The defendants argue that it appears as if the only required element of a claim for a prescriptive easement, which they failed to establish by a preponderance of the evidence, was the definiteness of the boundary of the turnaround area. They claim on appeal that they established the boundary with reasonable certainty because the court was able to describe the exact location of the turnaround area and Calvin Hurd testified how the defendants used it. We are not persuaded.
The statute, § 47–37, requires that the claimed adverse use continue uninterrupted for the prescribed period. For the court to find a prescriptive easement in the defendants' favor, it must be able to identify the defendants' claimed common and ordinary use of the plaintiff's land. Our appellate courts have described that element as defining the bounds of the easement with reasonable certainty. The court found that there was no credible testimony establishing what portion of the plaintiff's land was used by the defendants to turn around, nor was there any credible testimony pointing to how the defendants used the area to turn their vehicles. The evidence before the court included testimony in which Calvin Hurd pointed to a few photographs taken of the parties' properties identifying the turnaround area and testified that he would “back in here [and] back down the turn out․” As noted by the court in its articulation, there was no credible testimony, for example, as to whether the defendants executed a three-point turn, and if so, whether they did so closer to the existing house or closer to the property line, or whether they executed some other maneuver by driving as far over as the existing garage. “Whether the requirements for [an easement by prescription] have been met in a particular case presents a question of fact for the trier of facts․ In such cases, the trier's determination of fact will be disturbed only in the clearest of circumstances, where its conclusion could not reasonably be reached.” (Citations omitted; internal quotation marks omitted.) Robert S. Weiss & Co. v. Mullins, 196 Conn. 614, 618–19, 495 A.2d 1006 (1985).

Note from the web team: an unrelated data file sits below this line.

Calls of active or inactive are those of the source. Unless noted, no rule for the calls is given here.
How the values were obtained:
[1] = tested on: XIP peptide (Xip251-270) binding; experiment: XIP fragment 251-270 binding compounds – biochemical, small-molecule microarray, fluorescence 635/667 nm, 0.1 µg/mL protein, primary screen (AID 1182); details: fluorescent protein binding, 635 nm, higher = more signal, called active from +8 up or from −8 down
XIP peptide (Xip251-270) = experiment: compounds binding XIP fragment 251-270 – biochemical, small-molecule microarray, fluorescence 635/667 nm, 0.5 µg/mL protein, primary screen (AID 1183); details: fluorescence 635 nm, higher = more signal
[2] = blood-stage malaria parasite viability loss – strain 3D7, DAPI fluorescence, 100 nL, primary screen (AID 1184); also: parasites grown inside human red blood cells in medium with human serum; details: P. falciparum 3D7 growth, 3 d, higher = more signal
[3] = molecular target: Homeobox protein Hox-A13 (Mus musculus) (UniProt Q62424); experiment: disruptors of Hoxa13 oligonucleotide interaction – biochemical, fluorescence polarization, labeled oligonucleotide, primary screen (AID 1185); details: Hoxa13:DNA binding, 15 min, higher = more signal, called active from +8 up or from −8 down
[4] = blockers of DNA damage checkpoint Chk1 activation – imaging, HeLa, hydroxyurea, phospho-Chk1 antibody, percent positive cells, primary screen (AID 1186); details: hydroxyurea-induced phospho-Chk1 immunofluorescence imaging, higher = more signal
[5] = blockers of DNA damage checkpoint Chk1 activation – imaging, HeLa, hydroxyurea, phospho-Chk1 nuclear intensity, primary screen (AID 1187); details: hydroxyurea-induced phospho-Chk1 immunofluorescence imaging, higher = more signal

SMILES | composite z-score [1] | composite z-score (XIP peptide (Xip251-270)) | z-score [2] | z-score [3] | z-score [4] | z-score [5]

This is not, as the defendants argue, a case of slight or immaterial changes or deviations in the use claimed, which would otherwise establish a prescriptive easement. Rather, it is a question of whether the defendants proved that their claimed use of an area created a prescriptive easement. The court, as fact finder, reasonably could have concluded that the evidence presented was insufficient for it to determine, with reasonable certainty, what common and ordinary use established the defendants' claimed prescriptive right. Accordingly, it was not clearly erroneous for the court to conclude that the defendants had failed to prove that they had acquired a prescriptive easement to turn their vehicles around on the plaintiff's land.